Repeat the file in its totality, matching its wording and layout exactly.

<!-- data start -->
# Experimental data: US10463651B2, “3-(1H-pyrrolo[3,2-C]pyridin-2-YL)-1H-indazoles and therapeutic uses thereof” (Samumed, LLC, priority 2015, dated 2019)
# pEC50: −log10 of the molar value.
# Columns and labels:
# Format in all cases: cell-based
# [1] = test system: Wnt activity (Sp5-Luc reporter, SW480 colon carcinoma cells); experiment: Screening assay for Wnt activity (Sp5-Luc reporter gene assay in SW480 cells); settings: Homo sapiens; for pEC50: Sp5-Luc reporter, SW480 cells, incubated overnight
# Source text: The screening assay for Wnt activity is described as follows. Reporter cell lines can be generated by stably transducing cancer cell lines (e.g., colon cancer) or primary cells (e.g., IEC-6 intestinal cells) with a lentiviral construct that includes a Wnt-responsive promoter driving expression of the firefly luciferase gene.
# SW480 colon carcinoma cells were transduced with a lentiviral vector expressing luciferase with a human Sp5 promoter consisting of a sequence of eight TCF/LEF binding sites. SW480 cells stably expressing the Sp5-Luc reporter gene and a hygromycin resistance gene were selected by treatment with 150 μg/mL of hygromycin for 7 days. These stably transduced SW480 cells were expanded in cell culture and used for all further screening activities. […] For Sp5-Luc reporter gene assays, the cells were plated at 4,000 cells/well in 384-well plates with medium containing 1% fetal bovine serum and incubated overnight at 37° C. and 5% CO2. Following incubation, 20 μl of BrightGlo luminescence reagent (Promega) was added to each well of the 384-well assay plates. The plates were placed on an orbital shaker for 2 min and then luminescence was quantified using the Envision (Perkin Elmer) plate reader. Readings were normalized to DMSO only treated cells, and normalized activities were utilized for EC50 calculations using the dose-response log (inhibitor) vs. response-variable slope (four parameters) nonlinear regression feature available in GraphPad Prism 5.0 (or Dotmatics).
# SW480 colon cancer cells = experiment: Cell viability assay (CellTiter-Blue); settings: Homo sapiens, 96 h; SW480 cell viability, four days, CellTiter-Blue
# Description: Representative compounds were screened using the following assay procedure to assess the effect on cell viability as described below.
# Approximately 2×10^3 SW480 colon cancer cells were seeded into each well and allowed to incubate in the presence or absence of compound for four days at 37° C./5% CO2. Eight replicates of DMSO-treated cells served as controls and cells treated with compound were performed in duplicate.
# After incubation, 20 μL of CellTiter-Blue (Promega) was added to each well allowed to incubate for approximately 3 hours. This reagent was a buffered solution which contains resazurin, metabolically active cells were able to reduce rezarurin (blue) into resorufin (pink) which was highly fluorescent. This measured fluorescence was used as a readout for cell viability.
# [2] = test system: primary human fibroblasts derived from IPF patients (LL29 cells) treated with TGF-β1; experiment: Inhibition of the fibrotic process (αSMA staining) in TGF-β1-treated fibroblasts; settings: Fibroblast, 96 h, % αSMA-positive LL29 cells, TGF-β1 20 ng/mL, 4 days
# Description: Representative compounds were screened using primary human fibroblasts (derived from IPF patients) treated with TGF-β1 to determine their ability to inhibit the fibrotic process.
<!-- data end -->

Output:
# Experimental data: US10463651B2, “3-(1H-pyrrolo[3,2-C]pyridin-2-YL)-1H-indazoles and therapeutic uses thereof” (Samumed, LLC, priority 2015, dated 2019)
# pEC50: −log10 of the molar value.
# Columns and labels:
# Format in all cases: cell-based
# [1] = test system: Wnt activity (Sp5-Luc reporter, SW480 colon carcinoma cells); experiment: Screening assay for Wnt activity (Sp5-Luc reporter gene assay in SW480 cells); settings: Homo sapiens; for pEC50: Sp5-Luc reporter, SW480 cells, incubated overnight
# Source text: The screening assay for Wnt activity is described as follows. Reporter cell lines can be generated by stably transducing cancer cell lines (e.g., colon cancer) or primary cells (e.g., IEC-6 intestinal cells) with a lentiviral construct that includes a Wnt-responsive promoter driving expression of the firefly luciferase gene.
# SW480 colon carcinoma cells were transduced with a lentiviral vector expressing luciferase with a human Sp5 promoter consisting of a sequence of eight TCF/LEF binding sites. SW480 cells stably expressing the Sp5-Luc reporter gene and a hygromycin resistance gene were selected by treatment with 150 μg/mL of hygromycin for 7 days. These stably transduced SW480 cells were expanded in cell culture and used for all further screening activities. […] For Sp5-Luc reporter gene assays, the cells were plated at 4,000 cells/well in 384-well plates with medium containing 1% fetal bovine serum and incubated overnight at 37° C. and 5% CO2. Following incubation, 20 μl of BrightGlo luminescence reagent (Promega) was added to each well of the 384-well assay plates. The plates were placed on an orbital shaker for 2 min and then luminescence was quantified using the Envision (Perkin Elmer) plate reader. Readings were normalized to DMSO only treated cells, and normalized activities were utilized for EC50 calculations using the dose-response log (inhibitor) vs. response-variable slope (four parameters) nonlinear regression feature available in GraphPad Prism 5.0 (or Dotmatics).
# SW480 colon cancer cells = experiment: Cell viability assay (CellTiter-Blue); settings: Homo sapiens, 96 h; SW480 cell viability, four days, CellTiter-Blue
# Description: Representative compounds were screened using the following assay procedure to assess the effect on cell viability as described below.
# Approximately 2×10^3 SW480 colon cancer cells were seeded into each well and allowed to incubate in the presence or absence of compound for four days at 37° C./5% CO2. Eight replicates of DMSO-treated cells served as controls and cells treated with compound were performed in duplicate.
# After incubation, 20 μL of CellTiter-Blue (Promega) was added to each well allowed to incubate for approximately 3 hours. This reagent was a buffered solution which contains resazurin, metabolically active cells were able to reduce rezarurin (blue) into resorufin (pink) which was highly fluorescent. This measured fluorescence was used as a readout for cell viability.
# [2] = test system: primary human fibroblasts derived from IPF patients (LL29 cells) treated with TGF-β1; experiment: Inhibition of the fibrotic process (αSMA staining) in TGF-β1-treated fibroblasts; settings: Fibroblast, 96 h, % αSMA-positive LL29 cells, TGF-β1 20 ng/mL, 4 days
# Description: Representative compounds were screened using primary human fibroblasts (derived from IPF patients) treated with TGF-β1 to determine their ability to inhibit the fibrotic process.